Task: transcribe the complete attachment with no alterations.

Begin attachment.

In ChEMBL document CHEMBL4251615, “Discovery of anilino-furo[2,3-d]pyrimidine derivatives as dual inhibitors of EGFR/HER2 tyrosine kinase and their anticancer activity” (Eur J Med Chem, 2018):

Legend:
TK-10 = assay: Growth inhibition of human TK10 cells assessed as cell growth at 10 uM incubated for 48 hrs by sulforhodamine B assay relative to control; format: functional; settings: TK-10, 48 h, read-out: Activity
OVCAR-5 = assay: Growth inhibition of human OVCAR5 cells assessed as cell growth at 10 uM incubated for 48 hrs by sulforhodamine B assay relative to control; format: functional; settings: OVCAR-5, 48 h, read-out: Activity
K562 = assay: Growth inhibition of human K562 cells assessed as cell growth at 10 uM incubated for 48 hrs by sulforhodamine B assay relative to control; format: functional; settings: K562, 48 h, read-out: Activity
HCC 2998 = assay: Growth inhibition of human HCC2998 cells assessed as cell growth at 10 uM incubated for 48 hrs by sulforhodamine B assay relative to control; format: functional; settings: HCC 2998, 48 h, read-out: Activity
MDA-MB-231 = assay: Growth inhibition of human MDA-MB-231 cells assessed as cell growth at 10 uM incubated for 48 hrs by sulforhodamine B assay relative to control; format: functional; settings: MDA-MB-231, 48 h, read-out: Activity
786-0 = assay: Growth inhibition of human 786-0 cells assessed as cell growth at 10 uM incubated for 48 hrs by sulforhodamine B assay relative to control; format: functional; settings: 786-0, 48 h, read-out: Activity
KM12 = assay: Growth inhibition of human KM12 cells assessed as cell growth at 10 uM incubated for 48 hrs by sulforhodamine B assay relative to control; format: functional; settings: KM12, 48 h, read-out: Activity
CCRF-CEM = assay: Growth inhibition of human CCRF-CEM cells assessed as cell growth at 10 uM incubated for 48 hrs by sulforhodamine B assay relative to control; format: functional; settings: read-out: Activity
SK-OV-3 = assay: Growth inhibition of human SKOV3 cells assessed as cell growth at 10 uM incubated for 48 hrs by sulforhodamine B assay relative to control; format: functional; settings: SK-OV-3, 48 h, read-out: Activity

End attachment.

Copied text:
In ChEMBL document CHEMBL4251615, “Discovery of anilino-furo[2,3-d]pyrimidine derivatives as dual inhibitors of EGFR/HER2 tyrosine kinase and their anticancer activity” (Eur J Med Chem, 2018):

Legend:
TK-10 = assay: Growth inhibition of human TK10 cells assessed as cell growth at 10 uM incubated for 48 hrs by sulforhodamine B assay relative to control; format: functional; settings: TK-10, 48 h, read-out: Activity
OVCAR-5 = assay: Growth inhibition of human OVCAR5 cells assessed as cell growth at 10 uM incubated for 48 hrs by sulforhodamine B assay relative to control; format: functional; settings: OVCAR-5, 48 h, read-out: Activity
K562 = assay: Growth inhibition of human K562 cells assessed as cell growth at 10 uM incubated for 48 hrs by sulforhodamine B assay relative to control; format: functional; settings: K562, 48 h, read-out: Activity
HCC 2998 = assay: Growth inhibition of human HCC2998 cells assessed as cell growth at 10 uM incubated for 48 hrs by sulforhodamine B assay relative to control; format: functional; settings: HCC 2998, 48 h, read-out: Activity
MDA-MB-231 = assay: Growth inhibition of human MDA-MB-231 cells assessed as cell growth at 10 uM incubated for 48 hrs by sulforhodamine B assay relative to control; format: functional; settings: MDA-MB-231, 48 h, read-out: Activity
786-0 = assay: Growth inhibition of human 786-0 cells assessed as cell growth at 10 uM incubated for 48 hrs by sulforhodamine B assay relative to control; format: functional; settings: 786-0, 48 h, read-out: Activity
KM12 = assay: Growth inhibition of human KM12 cells assessed as cell growth at 10 uM incubated for 48 hrs by sulforhodamine B assay relative to control; format: functional; settings: KM12, 48 h, read-out: Activity
CCRF-CEM = assay: Growth inhibition of human CCRF-CEM cells assessed as cell growth at 10 uM incubated for 48 hrs by sulforhodamine B assay relative to control; format: functional; settings: read-out: Activity
SK-OV-3 = assay: Growth inhibition of human SKOV3 cells assessed as cell growth at 10 uM incubated for 48 hrs by sulforhodamine B assay relative to control; format: functional; settings: SK-OV-3, 48 h, read-out: Activity